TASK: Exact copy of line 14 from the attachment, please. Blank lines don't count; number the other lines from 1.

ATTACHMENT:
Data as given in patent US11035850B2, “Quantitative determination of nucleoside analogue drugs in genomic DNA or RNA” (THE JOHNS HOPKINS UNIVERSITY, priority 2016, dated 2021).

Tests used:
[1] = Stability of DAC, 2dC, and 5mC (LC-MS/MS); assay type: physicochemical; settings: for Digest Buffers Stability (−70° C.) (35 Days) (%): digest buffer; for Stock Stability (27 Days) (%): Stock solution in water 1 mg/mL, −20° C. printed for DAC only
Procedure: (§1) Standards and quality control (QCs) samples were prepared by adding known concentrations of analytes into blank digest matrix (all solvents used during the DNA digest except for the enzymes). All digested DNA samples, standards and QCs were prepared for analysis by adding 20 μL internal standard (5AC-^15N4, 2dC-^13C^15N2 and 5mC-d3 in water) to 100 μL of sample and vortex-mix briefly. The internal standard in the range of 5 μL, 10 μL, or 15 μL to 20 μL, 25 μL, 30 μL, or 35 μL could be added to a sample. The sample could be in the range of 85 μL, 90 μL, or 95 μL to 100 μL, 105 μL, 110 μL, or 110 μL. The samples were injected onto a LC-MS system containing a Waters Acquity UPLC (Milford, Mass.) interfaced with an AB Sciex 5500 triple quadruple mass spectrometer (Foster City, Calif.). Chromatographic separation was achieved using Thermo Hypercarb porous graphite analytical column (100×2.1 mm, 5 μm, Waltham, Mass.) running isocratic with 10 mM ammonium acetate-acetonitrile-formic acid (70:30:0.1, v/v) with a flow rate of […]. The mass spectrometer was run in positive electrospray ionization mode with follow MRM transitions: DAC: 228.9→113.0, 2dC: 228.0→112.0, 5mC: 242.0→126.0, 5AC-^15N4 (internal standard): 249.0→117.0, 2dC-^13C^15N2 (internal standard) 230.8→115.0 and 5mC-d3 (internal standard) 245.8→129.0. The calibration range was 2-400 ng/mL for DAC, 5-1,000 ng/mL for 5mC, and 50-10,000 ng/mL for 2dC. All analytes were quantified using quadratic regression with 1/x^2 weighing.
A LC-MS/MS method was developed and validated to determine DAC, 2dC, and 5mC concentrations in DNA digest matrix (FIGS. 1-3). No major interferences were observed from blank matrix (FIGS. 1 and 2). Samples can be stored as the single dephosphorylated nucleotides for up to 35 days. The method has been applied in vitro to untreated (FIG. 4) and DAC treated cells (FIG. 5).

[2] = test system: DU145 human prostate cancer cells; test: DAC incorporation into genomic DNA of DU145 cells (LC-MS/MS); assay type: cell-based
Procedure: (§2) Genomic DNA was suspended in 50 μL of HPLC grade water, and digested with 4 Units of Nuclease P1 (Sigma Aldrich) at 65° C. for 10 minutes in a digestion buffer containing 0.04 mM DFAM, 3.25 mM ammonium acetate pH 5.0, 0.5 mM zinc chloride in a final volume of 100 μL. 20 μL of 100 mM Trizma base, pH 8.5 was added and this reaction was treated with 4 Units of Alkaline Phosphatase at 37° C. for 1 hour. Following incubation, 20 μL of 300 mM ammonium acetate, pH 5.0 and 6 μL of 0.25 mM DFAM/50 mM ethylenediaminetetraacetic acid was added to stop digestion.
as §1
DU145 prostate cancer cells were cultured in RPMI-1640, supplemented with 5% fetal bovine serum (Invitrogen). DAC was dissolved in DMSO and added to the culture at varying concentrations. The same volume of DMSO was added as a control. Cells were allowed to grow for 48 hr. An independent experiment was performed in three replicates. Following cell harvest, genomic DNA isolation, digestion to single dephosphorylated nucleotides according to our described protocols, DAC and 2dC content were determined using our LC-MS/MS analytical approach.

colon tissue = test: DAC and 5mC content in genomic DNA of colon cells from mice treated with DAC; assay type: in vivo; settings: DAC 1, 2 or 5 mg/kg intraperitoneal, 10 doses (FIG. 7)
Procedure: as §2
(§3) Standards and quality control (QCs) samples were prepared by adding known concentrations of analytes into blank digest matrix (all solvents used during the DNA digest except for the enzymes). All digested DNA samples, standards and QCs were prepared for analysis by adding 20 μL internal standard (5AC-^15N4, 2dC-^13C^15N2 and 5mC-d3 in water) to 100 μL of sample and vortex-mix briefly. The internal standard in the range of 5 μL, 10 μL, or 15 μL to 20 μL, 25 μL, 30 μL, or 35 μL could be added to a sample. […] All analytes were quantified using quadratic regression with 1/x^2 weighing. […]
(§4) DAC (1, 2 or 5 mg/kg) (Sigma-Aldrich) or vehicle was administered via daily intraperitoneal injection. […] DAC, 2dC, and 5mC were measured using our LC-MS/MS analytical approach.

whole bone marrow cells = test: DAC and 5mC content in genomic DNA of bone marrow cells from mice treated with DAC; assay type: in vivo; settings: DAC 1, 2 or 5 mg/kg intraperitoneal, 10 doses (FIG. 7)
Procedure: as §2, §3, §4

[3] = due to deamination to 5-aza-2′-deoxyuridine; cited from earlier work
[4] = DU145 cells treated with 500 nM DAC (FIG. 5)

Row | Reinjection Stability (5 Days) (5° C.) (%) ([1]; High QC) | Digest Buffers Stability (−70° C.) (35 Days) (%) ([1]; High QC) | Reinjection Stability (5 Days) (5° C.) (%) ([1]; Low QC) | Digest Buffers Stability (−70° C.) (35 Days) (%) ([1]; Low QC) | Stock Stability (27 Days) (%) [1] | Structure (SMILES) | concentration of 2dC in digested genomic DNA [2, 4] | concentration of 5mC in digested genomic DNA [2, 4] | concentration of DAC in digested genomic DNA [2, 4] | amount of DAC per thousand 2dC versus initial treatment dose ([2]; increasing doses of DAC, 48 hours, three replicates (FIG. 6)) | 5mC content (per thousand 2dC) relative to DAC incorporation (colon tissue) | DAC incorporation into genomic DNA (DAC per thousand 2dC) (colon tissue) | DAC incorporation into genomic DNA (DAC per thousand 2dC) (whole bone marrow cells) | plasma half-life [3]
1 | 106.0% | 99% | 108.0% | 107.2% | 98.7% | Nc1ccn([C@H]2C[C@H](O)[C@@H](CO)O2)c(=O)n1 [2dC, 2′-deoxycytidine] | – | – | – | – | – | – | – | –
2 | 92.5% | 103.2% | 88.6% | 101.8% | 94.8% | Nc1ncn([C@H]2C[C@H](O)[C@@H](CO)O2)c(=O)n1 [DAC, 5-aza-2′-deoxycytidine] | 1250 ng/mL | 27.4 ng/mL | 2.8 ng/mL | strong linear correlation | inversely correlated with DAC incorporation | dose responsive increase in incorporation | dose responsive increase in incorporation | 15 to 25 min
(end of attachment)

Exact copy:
whole bone marrow cells = test: DAC and 5mC content in genomic DNA of bone marrow cells from mice treated with DAC; assay type: in vivo; settings: DAC 1, 2 or 5 mg/kg intraperitoneal, 10 doses (FIG. 7)